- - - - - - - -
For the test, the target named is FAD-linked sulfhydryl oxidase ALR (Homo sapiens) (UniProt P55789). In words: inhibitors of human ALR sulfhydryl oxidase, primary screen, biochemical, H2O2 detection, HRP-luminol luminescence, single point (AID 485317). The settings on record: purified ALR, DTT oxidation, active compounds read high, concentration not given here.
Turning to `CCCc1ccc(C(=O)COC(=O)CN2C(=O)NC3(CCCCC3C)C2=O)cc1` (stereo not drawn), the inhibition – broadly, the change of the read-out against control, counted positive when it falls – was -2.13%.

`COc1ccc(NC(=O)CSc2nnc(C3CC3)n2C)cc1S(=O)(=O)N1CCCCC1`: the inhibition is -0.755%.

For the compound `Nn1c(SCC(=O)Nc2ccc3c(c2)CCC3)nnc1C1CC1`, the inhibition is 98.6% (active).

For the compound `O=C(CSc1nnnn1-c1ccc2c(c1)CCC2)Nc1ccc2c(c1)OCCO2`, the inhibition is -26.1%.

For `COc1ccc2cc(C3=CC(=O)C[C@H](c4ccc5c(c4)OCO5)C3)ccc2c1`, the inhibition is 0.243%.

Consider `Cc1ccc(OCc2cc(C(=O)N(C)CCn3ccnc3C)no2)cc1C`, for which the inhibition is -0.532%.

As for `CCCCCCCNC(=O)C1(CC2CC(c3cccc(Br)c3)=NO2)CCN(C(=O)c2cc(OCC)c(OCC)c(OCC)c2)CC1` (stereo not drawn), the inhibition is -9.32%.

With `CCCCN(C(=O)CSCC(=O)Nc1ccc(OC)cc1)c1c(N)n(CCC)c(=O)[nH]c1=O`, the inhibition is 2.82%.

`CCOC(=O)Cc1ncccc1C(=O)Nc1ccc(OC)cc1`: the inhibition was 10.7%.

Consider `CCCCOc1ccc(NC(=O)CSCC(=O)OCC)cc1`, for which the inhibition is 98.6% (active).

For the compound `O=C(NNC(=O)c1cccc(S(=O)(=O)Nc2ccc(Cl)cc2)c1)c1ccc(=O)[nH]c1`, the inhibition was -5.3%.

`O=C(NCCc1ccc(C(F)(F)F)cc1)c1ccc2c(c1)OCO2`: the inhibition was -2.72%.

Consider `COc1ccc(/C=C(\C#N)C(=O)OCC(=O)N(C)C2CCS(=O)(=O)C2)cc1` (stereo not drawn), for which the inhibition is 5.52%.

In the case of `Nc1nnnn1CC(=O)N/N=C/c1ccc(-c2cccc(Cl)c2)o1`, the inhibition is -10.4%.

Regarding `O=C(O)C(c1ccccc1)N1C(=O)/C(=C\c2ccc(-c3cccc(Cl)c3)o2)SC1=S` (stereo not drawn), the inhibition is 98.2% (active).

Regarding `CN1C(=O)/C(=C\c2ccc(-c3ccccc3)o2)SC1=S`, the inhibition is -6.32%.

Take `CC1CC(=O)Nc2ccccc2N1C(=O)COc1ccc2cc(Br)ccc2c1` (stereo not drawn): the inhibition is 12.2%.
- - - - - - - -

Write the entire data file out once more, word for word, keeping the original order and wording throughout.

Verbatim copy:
For the test, the target named is FAD-linked sulfhydryl oxidase ALR (Homo sapiens) (UniProt P55789). In words: inhibitors of human ALR sulfhydryl oxidase, primary screen, biochemical, H2O2 detection, HRP-luminol luminescence, single point (AID 485317). The settings on record: purified ALR, DTT oxidation, active compounds read high, concentration not given here.
Turning to `CCCc1ccc(C(=O)COC(=O)CN2C(=O)NC3(CCCCC3C)C2=O)cc1` (stereo not drawn), the inhibition – broadly, the change of the read-out against control, counted positive when it falls – was -2.13%.

`COc1ccc(NC(=O)CSc2nnc(C3CC3)n2C)cc1S(=O)(=O)N1CCCCC1`: the inhibition is -0.755%.

For the compound `Nn1c(SCC(=O)Nc2ccc3c(c2)CCC3)nnc1C1CC1`, the inhibition is 98.6% (active).

For the compound `O=C(CSc1nnnn1-c1ccc2c(c1)CCC2)Nc1ccc2c(c1)OCCO2`, the inhibition is -26.1%.

For `COc1ccc2cc(C3=CC(=O)C[C@H](c4ccc5c(c4)OCO5)C3)ccc2c1`, the inhibition is 0.243%.

Consider `Cc1ccc(OCc2cc(C(=O)N(C)CCn3ccnc3C)no2)cc1C`, for which the inhibition is -0.532%.

As for `CCCCCCCNC(=O)C1(CC2CC(c3cccc(Br)c3)=NO2)CCN(C(=O)c2cc(OCC)c(OCC)c(OCC)c2)CC1` (stereo not drawn), the inhibition is -9.32%.

With `CCCCN(C(=O)CSCC(=O)Nc1ccc(OC)cc1)c1c(N)n(CCC)c(=O)[nH]c1=O`, the inhibition is 2.82%.

`CCOC(=O)Cc1ncccc1C(=O)Nc1ccc(OC)cc1`: the inhibition was 10.7%.

Consider `CCCCOc1ccc(NC(=O)CSCC(=O)OCC)cc1`, for which the inhibition is 98.6% (active).

For the compound `O=C(NNC(=O)c1cccc(S(=O)(=O)Nc2ccc(Cl)cc2)c1)c1ccc(=O)[nH]c1`, the inhibition was -5.3%.

`O=C(NCCc1ccc(C(F)(F)F)cc1)c1ccc2c(c1)OCO2`: the inhibition was -2.72%.

Consider `COc1ccc(/C=C(\C#N)C(=O)OCC(=O)N(C)C2CCS(=O)(=O)C2)cc1` (stereo not drawn), for which the inhibition is 5.52%.

In the case of `Nc1nnnn1CC(=O)N/N=C/c1ccc(-c2cccc(Cl)c2)o1`, the inhibition is -10.4%.

Regarding `O=C(O)C(c1ccccc1)N1C(=O)/C(=C\c2ccc(-c3cccc(Cl)c3)o2)SC1=S` (stereo not drawn), the inhibition is 98.2% (active).

Regarding `CN1C(=O)/C(=C\c2ccc(-c3ccccc3)o2)SC1=S`, the inhibition is -6.32%.

Take `CC1CC(=O)Nc2ccccc2N1C(=O)COc1ccc2cc(Br)ccc2c1` (stereo not drawn): the inhibition is 12.2%.